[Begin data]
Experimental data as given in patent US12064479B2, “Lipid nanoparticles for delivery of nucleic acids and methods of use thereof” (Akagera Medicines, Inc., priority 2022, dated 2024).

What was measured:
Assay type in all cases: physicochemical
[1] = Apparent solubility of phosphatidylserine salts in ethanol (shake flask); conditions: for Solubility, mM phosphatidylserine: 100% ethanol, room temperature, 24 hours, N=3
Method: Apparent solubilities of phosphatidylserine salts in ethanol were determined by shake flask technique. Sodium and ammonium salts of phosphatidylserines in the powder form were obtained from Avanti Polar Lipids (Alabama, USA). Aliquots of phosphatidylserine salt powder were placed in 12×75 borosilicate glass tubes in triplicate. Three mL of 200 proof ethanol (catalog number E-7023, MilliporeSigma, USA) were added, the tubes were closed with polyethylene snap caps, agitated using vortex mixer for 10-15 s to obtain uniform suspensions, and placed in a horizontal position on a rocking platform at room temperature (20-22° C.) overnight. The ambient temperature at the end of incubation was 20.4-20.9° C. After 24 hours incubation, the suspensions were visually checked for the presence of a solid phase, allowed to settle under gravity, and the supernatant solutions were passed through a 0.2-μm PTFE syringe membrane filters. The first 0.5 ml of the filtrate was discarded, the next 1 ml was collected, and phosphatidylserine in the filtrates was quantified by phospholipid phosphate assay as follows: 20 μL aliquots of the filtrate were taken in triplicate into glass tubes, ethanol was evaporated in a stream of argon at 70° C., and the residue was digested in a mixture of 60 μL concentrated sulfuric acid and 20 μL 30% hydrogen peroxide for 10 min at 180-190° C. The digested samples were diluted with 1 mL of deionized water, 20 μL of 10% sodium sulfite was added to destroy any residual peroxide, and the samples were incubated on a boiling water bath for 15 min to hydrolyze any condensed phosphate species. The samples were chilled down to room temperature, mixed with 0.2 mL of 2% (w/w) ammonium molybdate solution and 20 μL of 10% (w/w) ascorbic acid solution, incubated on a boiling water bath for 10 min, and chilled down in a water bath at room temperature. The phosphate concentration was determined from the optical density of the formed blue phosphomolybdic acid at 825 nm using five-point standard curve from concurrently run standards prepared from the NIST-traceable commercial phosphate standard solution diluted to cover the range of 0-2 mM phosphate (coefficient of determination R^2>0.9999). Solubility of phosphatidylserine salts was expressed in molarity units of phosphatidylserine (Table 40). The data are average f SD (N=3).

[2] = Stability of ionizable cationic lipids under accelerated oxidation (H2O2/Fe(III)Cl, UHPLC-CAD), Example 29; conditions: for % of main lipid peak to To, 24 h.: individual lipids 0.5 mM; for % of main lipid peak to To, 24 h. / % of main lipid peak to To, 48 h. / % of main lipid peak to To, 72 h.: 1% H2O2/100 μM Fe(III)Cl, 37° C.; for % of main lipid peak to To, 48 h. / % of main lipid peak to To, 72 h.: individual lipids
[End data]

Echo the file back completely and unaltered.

Experimental data as given in patent US12064479B2, “Lipid nanoparticles for delivery of nucleic acids and methods of use thereof” (Akagera Medicines, Inc., priority 2022, dated 2024).

What was measured:
Assay type in all cases: physicochemical
[1] = Apparent solubility of phosphatidylserine salts in ethanol (shake flask); conditions: for Solubility, mM phosphatidylserine: 100% ethanol, room temperature, 24 hours, N=3
Method: Apparent solubilities of phosphatidylserine salts in ethanol were determined by shake flask technique. Sodium and ammonium salts of phosphatidylserines in the powder form were obtained from Avanti Polar Lipids (Alabama, USA). Aliquots of phosphatidylserine salt powder were placed in 12×75 borosilicate glass tubes in triplicate. Three mL of 200 proof ethanol (catalog number E-7023, MilliporeSigma, USA) were added, the tubes were closed with polyethylene snap caps, agitated using vortex mixer for 10-15 s to obtain uniform suspensions, and placed in a horizontal position on a rocking platform at room temperature (20-22° C.) overnight. The ambient temperature at the end of incubation was 20.4-20.9° C. After 24 hours incubation, the suspensions were visually checked for the presence of a solid phase, allowed to settle under gravity, and the supernatant solutions were passed through a 0.2-μm PTFE syringe membrane filters. The first 0.5 ml of the filtrate was discarded, the next 1 ml was collected, and phosphatidylserine in the filtrates was quantified by phospholipid phosphate assay as follows: 20 μL aliquots of the filtrate were taken in triplicate into glass tubes, ethanol was evaporated in a stream of argon at 70° C., and the residue was digested in a mixture of 60 μL concentrated sulfuric acid and 20 μL 30% hydrogen peroxide for 10 min at 180-190° C. The digested samples were diluted with 1 mL of deionized water, 20 μL of 10% sodium sulfite was added to destroy any residual peroxide, and the samples were incubated on a boiling water bath for 15 min to hydrolyze any condensed phosphate species. The samples were chilled down to room temperature, mixed with 0.2 mL of 2% (w/w) ammonium molybdate solution and 20 μL of 10% (w/w) ascorbic acid solution, incubated on a boiling water bath for 10 min, and chilled down in a water bath at room temperature. The phosphate concentration was determined from the optical density of the formed blue phosphomolybdic acid at 825 nm using five-point standard curve from concurrently run standards prepared from the NIST-traceable commercial phosphate standard solution diluted to cover the range of 0-2 mM phosphate (coefficient of determination R^2>0.9999). Solubility of phosphatidylserine salts was expressed in molarity units of phosphatidylserine (Table 40). The data are average f SD (N=3).

[2] = Stability of ionizable cationic lipids under accelerated oxidation (H2O2/Fe(III)Cl, UHPLC-CAD), Example 29; conditions: for % of main lipid peak to To, 24 h.: individual lipids 0.5 mM; for % of main lipid peak to To, 24 h. / % of main lipid peak to To, 48 h. / % of main lipid peak to To, 72 h.: 1% H2O2/100 μM Fe(III)Cl, 37° C.; for % of main lipid peak to To, 48 h. / % of main lipid peak to To, 72 h.: individual lipids